Double Momentum Investing

Conclusions

Definition of the strategy

With the Double Momentum Investing (DMI) strategy, for two ETF’s/funds, we compare the prices of the previous day with the price x market days (the interval) earlier. The intervals used are separately calculated for each ETF. If for one or both of these ETF’s, the market price the previous day is equal to or higher than the reference price, we buy or keep the ETF with the biggest price difference; if it is lower for both ETF’s we sell the ETF or stay in cash. The intervals used, are the optimal intervals for the combination of ETF’s in up to ten years preceding to the investing decision.

In our analysis we used the Nasdaq and the ‘Physical gold and silver Trust’ as underlying ETF’s/funds.

Summary of the numbers

CAGR average CAGR minimumCAGR maximum
DMI 1 year12.0-26.279.9
Nasdaq 1 year12.4-48.683.0
Gold/Silver 1 year9.7-36.763.8
DMI 3 year11.2-16.538.1
Nasdaq 3 year9.7-27.542.4
Gold/Silver 3 year6.7-22.233.1
DMI 5 year11.1-3.434.7
Nasdaq 5 year9.5-9.738.0
Gold/Silver 5 year5.9-10.325.6
DMI 10 year11.58.019.8
Nasdaq 10 year7.5-5.017.1
Gold/Silver 10 year7.1-1.521.8
Return of DMI strategy, Nasdaq and Gold/Silver Trust for up to 25 investingperiods of 1,3,5 and 10 years

Results

With a small exception for one-year periods, for all investment periods, the average CAGR of the DMI strategy is higher than the CAGR of the underlying ETF’s/funds .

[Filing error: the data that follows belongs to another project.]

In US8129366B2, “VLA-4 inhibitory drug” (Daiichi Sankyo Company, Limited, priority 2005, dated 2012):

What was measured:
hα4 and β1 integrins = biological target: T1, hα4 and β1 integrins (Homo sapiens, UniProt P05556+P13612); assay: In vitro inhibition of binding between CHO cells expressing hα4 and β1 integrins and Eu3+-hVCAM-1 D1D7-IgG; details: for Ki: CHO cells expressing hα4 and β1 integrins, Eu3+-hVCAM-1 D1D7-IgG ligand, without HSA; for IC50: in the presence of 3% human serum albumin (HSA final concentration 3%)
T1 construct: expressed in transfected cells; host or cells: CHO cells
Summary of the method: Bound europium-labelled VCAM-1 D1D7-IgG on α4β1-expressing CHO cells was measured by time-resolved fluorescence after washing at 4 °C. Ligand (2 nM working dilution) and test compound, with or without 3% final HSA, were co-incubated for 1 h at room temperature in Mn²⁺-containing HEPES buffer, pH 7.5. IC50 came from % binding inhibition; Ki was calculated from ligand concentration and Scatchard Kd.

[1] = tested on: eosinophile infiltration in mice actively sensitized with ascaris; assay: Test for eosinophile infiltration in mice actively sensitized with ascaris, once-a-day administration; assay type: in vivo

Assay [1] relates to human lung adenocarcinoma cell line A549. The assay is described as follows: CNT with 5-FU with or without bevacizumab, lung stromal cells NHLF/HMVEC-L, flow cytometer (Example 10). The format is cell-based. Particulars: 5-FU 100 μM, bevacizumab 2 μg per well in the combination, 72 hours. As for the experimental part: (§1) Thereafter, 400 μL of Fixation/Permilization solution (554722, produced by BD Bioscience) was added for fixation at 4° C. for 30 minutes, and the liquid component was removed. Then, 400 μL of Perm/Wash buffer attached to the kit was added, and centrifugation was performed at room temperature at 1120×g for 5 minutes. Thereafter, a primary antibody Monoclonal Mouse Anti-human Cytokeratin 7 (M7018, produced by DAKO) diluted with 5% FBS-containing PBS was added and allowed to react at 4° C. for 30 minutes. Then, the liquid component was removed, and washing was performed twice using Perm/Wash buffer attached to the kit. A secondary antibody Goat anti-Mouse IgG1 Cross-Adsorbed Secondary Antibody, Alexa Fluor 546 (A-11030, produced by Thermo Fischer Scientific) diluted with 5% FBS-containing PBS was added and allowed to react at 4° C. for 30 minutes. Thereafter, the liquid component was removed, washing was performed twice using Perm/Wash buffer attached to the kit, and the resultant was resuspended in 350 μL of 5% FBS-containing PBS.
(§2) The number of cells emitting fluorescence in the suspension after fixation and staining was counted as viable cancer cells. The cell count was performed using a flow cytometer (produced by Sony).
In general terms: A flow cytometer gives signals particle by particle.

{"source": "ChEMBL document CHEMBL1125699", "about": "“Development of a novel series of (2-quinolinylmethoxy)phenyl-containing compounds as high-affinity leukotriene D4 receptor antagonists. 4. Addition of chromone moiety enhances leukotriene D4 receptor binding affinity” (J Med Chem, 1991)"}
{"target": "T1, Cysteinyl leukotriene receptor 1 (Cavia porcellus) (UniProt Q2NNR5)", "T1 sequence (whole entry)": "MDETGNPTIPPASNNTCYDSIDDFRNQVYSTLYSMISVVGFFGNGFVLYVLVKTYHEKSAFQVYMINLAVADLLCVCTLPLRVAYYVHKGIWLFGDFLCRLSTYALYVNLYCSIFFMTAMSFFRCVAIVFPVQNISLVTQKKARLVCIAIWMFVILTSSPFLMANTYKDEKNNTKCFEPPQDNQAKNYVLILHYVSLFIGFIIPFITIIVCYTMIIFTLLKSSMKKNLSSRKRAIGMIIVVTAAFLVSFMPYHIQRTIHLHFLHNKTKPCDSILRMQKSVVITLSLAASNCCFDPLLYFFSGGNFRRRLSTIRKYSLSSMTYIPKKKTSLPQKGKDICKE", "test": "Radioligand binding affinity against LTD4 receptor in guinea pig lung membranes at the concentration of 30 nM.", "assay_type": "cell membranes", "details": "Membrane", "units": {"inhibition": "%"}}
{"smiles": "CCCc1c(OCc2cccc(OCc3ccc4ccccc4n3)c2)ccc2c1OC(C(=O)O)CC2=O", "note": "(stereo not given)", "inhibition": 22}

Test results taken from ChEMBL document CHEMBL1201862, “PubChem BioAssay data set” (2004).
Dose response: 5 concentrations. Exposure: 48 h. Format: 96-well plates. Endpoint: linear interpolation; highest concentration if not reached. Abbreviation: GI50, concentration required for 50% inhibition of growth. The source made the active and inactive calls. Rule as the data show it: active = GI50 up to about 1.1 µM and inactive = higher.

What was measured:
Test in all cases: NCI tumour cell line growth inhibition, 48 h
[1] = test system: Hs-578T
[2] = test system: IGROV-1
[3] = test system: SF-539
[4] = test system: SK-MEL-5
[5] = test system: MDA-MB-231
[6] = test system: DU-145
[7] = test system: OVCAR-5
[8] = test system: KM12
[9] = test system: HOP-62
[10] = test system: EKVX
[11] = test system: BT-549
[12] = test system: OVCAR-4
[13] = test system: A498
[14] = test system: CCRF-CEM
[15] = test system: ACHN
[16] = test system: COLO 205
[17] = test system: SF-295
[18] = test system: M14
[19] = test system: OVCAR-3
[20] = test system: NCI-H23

For all investment-period-lenghts, the minimum return is higher for the DMI strategy than for both of the underlying ETF’s/funds. For investment periods of ten years the minimum CAGR for the strategy is an astonishing 8%. This is a remarkebly good result since in these ten-year periods, we have at least one period which include the bear market after the dotcom bubble, as well as the bear market during the financial crisis.

For whom?

As expected, an investing horizon of at least five years is best. If it is lower, for example three years, backtesting for the previous 25 years still shows some three-year periods with important negative returns.

In our DMI analysis we used the Nasdaq as one of the underlying ETF’s, whereas for SMI we used S&P500. Nasdaq has had higher returns the last 25 years compared to the S&P500, but higher volatility as well. This is the reason why the minimal return for the 5-year periods is -3.4% for the DMI strategy while it is -0.4 for SMI.

In comparison with SMI, the DMI strategy based on Nasdaq and Gold/Silver Trust, is a good strategy for investors who accept a little more down side risk. Over long investment periods they will get far better results.

We demonstrated, with this strategy it is not necessary to check your investments every day. Results of backtesting suggest the returns remain excellent if we use control periods of up to 14 market days